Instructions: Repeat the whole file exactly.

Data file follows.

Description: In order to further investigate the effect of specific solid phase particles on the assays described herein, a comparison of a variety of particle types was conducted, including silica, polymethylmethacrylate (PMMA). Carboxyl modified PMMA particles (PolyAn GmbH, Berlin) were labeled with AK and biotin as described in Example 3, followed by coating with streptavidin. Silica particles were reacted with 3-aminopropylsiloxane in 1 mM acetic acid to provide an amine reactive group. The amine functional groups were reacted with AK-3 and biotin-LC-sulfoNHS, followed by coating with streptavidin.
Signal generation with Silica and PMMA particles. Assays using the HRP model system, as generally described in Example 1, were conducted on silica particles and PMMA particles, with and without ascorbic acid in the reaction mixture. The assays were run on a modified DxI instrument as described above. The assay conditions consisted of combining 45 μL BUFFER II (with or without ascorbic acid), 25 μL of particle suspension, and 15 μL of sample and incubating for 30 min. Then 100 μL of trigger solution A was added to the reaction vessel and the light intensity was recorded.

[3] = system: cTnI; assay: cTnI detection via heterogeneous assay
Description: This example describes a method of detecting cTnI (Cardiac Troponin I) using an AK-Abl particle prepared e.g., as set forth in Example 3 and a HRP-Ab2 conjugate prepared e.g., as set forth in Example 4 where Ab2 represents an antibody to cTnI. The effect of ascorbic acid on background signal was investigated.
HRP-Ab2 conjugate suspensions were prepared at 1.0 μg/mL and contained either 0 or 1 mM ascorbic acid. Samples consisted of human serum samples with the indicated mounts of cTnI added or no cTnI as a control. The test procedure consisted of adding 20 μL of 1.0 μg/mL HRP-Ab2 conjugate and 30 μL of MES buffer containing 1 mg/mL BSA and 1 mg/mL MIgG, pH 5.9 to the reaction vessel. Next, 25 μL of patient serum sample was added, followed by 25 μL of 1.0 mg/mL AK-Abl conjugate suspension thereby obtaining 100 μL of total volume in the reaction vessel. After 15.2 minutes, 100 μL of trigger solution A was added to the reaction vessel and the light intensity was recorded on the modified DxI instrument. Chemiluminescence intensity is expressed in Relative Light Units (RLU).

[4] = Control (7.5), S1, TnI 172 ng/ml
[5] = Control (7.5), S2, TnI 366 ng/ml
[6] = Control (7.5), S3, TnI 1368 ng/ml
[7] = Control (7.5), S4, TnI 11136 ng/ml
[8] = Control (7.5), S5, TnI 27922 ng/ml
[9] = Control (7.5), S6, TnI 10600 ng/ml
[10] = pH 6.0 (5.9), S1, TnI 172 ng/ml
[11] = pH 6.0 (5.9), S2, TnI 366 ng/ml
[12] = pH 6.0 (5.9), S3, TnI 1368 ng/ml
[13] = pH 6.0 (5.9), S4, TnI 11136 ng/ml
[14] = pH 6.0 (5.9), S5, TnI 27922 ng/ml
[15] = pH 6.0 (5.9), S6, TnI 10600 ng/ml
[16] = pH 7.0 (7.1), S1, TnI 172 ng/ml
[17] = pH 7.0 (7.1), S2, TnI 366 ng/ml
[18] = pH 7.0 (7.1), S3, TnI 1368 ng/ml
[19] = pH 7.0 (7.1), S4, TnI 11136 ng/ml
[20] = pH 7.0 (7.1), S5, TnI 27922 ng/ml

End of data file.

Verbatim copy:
Description: In order to further investigate the effect of specific solid phase particles on the assays described herein, a comparison of a variety of particle types was conducted, including silica, polymethylmethacrylate (PMMA). Carboxyl modified PMMA particles (PolyAn GmbH, Berlin) were labeled with AK and biotin as described in Example 3, followed by coating with streptavidin. Silica particles were reacted with 3-aminopropylsiloxane in 1 mM acetic acid to provide an amine reactive group. The amine functional groups were reacted with AK-3 and biotin-LC-sulfoNHS, followed by coating with streptavidin.
Signal generation with Silica and PMMA particles. Assays using the HRP model system, as generally described in Example 1, were conducted on silica particles and PMMA particles, with and without ascorbic acid in the reaction mixture. The assays were run on a modified DxI instrument as described above. The assay conditions consisted of combining 45 μL BUFFER II (with or without ascorbic acid), 25 μL of particle suspension, and 15 μL of sample and incubating for 30 min. Then 100 μL of trigger solution A was added to the reaction vessel and the light intensity was recorded.

[3] = system: cTnI; assay: cTnI detection via heterogeneous assay
Description: This example describes a method of detecting cTnI (Cardiac Troponin I) using an AK-Abl particle prepared e.g., as set forth in Example 3 and a HRP-Ab2 conjugate prepared e.g., as set forth in Example 4 where Ab2 represents an antibody to cTnI. The effect of ascorbic acid on background signal was investigated.
HRP-Ab2 conjugate suspensions were prepared at 1.0 μg/mL and contained either 0 or 1 mM ascorbic acid. Samples consisted of human serum samples with the indicated mounts of cTnI added or no cTnI as a control. The test procedure consisted of adding 20 μL of 1.0 μg/mL HRP-Ab2 conjugate and 30 μL of MES buffer containing 1 mg/mL BSA and 1 mg/mL MIgG, pH 5.9 to the reaction vessel. Next, 25 μL of patient serum sample was added, followed by 25 μL of 1.0 mg/mL AK-Abl conjugate suspension thereby obtaining 100 μL of total volume in the reaction vessel. After 15.2 minutes, 100 μL of trigger solution A was added to the reaction vessel and the light intensity was recorded on the modified DxI instrument. Chemiluminescence intensity is expressed in Relative Light Units (RLU).

[4] = Control (7.5), S1, TnI 172 ng/ml
[5] = Control (7.5), S2, TnI 366 ng/ml
[6] = Control (7.5), S3, TnI 1368 ng/ml
[7] = Control (7.5), S4, TnI 11136 ng/ml
[8] = Control (7.5), S5, TnI 27922 ng/ml
[9] = Control (7.5), S6, TnI 10600 ng/ml
[10] = pH 6.0 (5.9), S1, TnI 172 ng/ml
[11] = pH 6.0 (5.9), S2, TnI 366 ng/ml
[12] = pH 6.0 (5.9), S3, TnI 1368 ng/ml
[13] = pH 6.0 (5.9), S4, TnI 11136 ng/ml
[14] = pH 6.0 (5.9), S5, TnI 27922 ng/ml
[15] = pH 6.0 (5.9), S6, TnI 10600 ng/ml
[16] = pH 7.0 (7.1), S1, TnI 172 ng/ml
[17] = pH 7.0 (7.1), S2, TnI 366 ng/ml
[18] = pH 7.0 (7.1), S3, TnI 1368 ng/ml
[19] = pH 7.0 (7.1), S4, TnI 11136 ng/ml
[20] = pH 7.0 (7.1), S5, TnI 27922 ng/ml